A Brief But Spectacular take on how to eat like a genius

When healthcare journalist and podcaster Max Lugavere's mother was diagnosed with a form of Parkinson’s disease, he drew on medical studies to train himself on best practices for improving brain health through food. Lugavere is now releasing a cookbook entitled “Genius Kitchen,” which uses brain-healthy recipes. He shares what he learned from his mother's battle with neurological illness.

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  • Judy Woodruff:

    When health care journalist and podcaster Max Lugavere's mother was diagnosis with a form of Parkinson's, he immediately began researching best practices for improving brain health through food.

    He is now releasing a cookbook of brain-healthy recipes titled "Genius Kitchen."

    And, tonight, he shares his Brief But Spectacular take on what he learned.

    Max Lugavere, author, "Genius Kitchen": Preventative medicine is everything.

    By the time you show up to your doctor's office, what you're looking for in most cases is sick care, not health care. Health care, to me, happens when you are pushing your shopping cart through the supermarket, when you're sitting on a couch debating whether or not to get up and go to the gym. That, to me, is a health care opportunity.

    I have always been incredibly close with my mother. And it was in the year 2011 that my mom started to complain of brain fog. That was not something that I was used to hearing coming from my mom. My mom was a fast-walking, fast-talking New Yorker. I would be in the kitchen with her cooking and I would ask my mom to pass me something, a spoon or a spice.

    And it would — it would take her just a few extra beats to register. We booked a battery of appointments. And my mother received a diagnosis of a Parkinson's-plus condition. And I started to read phrases like no disease-modifying effect. Parkinson's disease is a — is ultimately a terminal condition.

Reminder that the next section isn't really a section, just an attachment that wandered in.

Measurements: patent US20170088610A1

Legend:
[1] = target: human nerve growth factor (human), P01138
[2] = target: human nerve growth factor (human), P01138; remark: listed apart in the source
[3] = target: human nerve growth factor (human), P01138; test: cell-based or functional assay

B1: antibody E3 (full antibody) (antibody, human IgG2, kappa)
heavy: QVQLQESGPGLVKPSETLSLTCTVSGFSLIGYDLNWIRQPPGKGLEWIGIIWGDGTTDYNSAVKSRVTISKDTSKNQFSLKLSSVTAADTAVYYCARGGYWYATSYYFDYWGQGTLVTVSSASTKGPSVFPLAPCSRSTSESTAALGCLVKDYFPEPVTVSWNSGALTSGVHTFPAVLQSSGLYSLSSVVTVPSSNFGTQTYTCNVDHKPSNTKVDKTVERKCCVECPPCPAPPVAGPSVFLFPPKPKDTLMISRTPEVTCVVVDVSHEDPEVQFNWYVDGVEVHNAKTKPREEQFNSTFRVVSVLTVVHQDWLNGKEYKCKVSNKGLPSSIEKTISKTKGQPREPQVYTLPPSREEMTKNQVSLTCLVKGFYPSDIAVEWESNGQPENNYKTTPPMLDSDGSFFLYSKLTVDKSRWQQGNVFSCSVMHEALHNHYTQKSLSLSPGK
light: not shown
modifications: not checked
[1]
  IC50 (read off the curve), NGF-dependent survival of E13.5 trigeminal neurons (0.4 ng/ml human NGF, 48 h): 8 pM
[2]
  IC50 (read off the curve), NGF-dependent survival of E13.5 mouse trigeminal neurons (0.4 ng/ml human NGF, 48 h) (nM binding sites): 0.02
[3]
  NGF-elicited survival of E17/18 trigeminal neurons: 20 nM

And for the first time in my life, I had a panic attack. I felt like the walls were closing in on me. From that point on, it was all about trying to understand to the best of my ability why this would've happened to my mom, what, if anything, could be done to help her, and what could be done to prevent this from ever happening to me?

    Dementia often begins in the brain decades before the first symptom of memory loss. We know that a healthy dietary pattern can be very protective of the brain. We know that exercise is medicine when it comes to the brain.

    Every day, I try to find new ways of communicating these ideas. I really transitioned into that role of being the head chef of my household. And so I ended up cooking for my mom and cooking for my brothers, and infusing all kinds of brain-healthy ingredients into the meals that I was making.

    Health literacy is something that I think we are all lacking in, the same way that we are all lacking in financial literacy. I think that the advantage that I get is that I'm able to see all of these different topics from 30,000 feet. And the fact that I'm a creative allows me to connect the dots in a way that I don't think many scientists or medical doctors are able to.

    That's a journey that began about a decade ago at this point and will probably continue on until the day that I die.

    My mom passed away in 2018. I feel that, if there's a stranger on the other side of the world that gravitates to my content, integrates the recommendations that I make, and is able to then buy themselves an additional month or year or decade of healthy life, what it was that my mom and my family suffered wouldn't have been in vain.

    I'm Max Lugavere, and this is my Brief But Spectacular take on how to eat like a genius.

  • Judy Woodruff:

    And what an amazing gift for his mother.

    Thank you, Max Lugavere.

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